It’s been a bumpy path recently.


On the one hand, exciting new projects and opportunities —a total change of direction.

But accompanied by big transitions on a physical, mental and even spiritual level.

There are days when I feel fantastic – inspired, engaged, connected and creative.

And other days when I am sleep deprived and despondent.


So I took a question into meditation What do I need to do to feel good right now?”

I’m not sure what answer I expected from my inner guidance. But the one I got baffled me. The response was “say yes”!




“So let me get this right”, I thought — I’m feeling disconnected and overwhelmed and yet the solution that’s in my highest and best interests is to say yes to more?!

My initial response was, “No way, I’m not doing that”.

And that is when I felt the resistance flooding my body. It was like lead seeping through my veins — heavy and icky.

Saying “no” was clearly not the path to tranquility.

Why was that?


I was reminded of a video I watched about dealing with panic attacks (you can watch it here).

Regardless of how effective you think this would be during a full blown panic attack, it does validate an important idea.

What we resist persists.

[bctt tweet=”What we resist persists” username=”tiffany_kay”]

It’s the resistance that fuels the flames and keeps us suffering. When we say yes, we release the resistance.

In assertiveness training, it is taught that we should say no. That’s a good thing. Boundaries are a good thing.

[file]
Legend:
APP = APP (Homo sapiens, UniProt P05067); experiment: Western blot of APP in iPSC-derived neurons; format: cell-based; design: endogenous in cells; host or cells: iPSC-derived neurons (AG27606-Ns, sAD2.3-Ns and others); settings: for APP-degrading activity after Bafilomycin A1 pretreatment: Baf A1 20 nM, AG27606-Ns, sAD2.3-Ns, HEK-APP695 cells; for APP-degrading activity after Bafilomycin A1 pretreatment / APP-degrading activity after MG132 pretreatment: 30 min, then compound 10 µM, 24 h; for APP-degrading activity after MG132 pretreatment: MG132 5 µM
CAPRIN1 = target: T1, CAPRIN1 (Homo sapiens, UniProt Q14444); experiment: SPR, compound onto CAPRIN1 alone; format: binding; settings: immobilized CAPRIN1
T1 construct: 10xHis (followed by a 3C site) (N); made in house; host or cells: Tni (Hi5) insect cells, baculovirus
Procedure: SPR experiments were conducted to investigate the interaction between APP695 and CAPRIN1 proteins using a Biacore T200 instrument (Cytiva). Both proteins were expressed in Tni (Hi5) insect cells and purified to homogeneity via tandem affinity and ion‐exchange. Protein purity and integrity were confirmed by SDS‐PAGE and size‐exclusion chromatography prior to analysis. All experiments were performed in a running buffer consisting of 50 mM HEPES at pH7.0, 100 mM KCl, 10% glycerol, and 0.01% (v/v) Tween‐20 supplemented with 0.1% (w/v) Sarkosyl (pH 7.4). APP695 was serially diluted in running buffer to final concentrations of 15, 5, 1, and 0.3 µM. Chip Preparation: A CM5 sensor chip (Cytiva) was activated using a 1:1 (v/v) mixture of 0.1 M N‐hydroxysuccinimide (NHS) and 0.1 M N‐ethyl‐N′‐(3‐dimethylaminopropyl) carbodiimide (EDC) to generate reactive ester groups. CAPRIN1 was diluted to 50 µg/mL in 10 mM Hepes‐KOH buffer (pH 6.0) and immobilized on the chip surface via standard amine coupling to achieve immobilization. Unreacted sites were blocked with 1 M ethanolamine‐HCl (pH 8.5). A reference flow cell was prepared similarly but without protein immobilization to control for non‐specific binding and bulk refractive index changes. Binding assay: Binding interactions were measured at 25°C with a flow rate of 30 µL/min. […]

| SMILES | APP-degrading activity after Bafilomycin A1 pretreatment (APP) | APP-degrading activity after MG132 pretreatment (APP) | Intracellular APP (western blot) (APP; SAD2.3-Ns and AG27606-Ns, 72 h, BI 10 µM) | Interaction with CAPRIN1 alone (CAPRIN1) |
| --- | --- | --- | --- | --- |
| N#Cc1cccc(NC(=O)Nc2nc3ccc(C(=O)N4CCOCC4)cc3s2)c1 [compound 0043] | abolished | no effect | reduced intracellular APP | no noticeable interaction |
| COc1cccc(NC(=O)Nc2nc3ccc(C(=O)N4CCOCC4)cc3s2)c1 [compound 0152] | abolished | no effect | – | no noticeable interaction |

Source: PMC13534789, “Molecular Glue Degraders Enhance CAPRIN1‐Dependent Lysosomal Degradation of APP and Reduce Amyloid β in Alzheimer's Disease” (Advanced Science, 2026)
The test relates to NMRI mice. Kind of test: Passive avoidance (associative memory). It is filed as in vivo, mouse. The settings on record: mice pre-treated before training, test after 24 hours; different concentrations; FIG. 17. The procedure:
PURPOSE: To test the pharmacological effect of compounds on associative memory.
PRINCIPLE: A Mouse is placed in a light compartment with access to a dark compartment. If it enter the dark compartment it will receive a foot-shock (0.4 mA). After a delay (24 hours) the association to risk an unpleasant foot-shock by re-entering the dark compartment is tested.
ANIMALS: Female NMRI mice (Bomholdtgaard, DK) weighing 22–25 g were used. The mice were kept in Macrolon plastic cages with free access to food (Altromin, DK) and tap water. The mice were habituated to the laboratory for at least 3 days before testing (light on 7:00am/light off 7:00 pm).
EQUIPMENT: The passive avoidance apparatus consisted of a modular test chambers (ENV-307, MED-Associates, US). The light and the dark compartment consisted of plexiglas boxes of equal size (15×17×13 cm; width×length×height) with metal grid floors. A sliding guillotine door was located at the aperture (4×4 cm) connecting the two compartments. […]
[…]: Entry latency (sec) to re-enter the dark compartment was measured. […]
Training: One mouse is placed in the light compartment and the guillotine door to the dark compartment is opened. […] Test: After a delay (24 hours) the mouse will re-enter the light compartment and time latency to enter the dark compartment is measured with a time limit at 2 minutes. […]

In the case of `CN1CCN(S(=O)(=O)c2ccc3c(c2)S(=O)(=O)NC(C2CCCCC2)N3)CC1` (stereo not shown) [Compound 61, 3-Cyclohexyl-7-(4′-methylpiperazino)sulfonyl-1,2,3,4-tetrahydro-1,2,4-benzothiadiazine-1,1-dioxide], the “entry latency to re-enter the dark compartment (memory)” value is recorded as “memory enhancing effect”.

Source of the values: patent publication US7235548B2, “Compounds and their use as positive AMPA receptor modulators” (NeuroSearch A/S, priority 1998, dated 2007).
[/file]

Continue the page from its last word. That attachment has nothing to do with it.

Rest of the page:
The trouble with passive or submissive behavior is that you are saying “yes” when you mean “no”. Your body knows it. That is why it feels so awful. You are in conflict.


There are still going to be situations where saying no is most definitely the right thing to do.

But what if there are times when you are saying “no” when a “yes” might be in your highest and best interests. Choosing “no” is to choose resistance.

You may need to say “yes” —even if for a little while. Saying yes to things that you have no real control over in the moment it occurs— insomnia, illness, heartbreak or grief, for example.


The “no” makes things worse. The “no” takes you into resistance.

Feeling overwhelmed — say “yes”

Feeling emotional — say “yes”

Feeling exhausted — say “yes”

And feel better through the release of resistance.

[bctt tweet=”Welcoming our discomfort could be the fastest way to find peace” username=”tiffany_kay”]

Oh and of course you can say yes to all the good stuff to.

Yes to happiness.

Yes to love.

Yes to appreciation.

Yes to inspiration.

From today, I will choose my “nos” with conscious awareness. I release the resistance.

[bctt tweet=”I choose to say no with conscious awareness. I release the resistance.” username=”tiffany_kay”]


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